I have developed a textbook on the programming language Scheme, titled An Introduction to Functional Programming with Scheme, for use in the Programming Languages course at Rowan and at other universities. The SBR 2002 grant enabled me to bring the textbook to completion.
A Programming Languages course in a computer science curriculum covers a number of different topics. One of the course objectives is that the students should understand general concepts of programming languages. Another objective is that the students should gain experience writing programs in several different programming languages chosen from contrasting programming paradigms. Typical languages for this purpose include Scheme, Prolog, Smalltalk, and APL, all of which are quite different from the conventional languages like C++ or BASIC on which most of the students' prior programming experience is based.
There are many good textbooks on the concepts of programming languages on the market, and I ordinarily assign one of these as the chief textbook in the course. However, finding a suitable textbook for specific languages is more difficult. Most books on languages are very long -- far too long for a student to read in the two to three weeks that can be devoted to each language. Some programming language concepts texts devote chapters to individual languages, but these are often abstract in their approach and lack tutorial examples. And if no textbook on the language is assigned, then the students do not have any written reference book or supplementary examples in case some point in a lecture is unclear.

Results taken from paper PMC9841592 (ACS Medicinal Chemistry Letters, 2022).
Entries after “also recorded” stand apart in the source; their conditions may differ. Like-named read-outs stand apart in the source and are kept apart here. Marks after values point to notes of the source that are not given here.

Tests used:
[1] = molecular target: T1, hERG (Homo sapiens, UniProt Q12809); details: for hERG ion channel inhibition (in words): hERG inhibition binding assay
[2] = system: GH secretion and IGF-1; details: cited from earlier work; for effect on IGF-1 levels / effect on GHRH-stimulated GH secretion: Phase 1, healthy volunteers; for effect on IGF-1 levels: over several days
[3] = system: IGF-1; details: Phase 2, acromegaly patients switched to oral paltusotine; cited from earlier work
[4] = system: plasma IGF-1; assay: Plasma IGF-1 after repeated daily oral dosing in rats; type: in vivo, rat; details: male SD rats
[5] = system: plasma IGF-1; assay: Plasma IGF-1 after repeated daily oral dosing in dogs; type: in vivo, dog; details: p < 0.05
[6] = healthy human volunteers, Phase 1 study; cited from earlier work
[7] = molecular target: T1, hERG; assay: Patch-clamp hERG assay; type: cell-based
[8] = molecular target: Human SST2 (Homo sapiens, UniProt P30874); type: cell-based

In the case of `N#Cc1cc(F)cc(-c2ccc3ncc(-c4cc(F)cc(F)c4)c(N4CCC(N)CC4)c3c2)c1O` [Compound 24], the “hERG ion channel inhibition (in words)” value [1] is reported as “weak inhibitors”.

Having failed to find a suitable short textbook on Scheme, I decided to write one myself. I have been using early drafts of this book for the last three years in my Programming Languages course, with quite positive results. (As measured by quiz scores, student comprehension of the material improved when I stopped using the Scheme textbook I had used previously and began using a draft of my own book.)
With the support of the SBR grant, I have added sections describing several of the different Scheme interpreters that are available, giving sample interpreter sessions, instructions for using the interpreter, and information about how to obtain the software. I have also added more exercises for the reader, to ensure that each concept is well-reinforced. Finally, I have refined the writing and overall presentation, with the help of other readers, in preparation for submission for publication.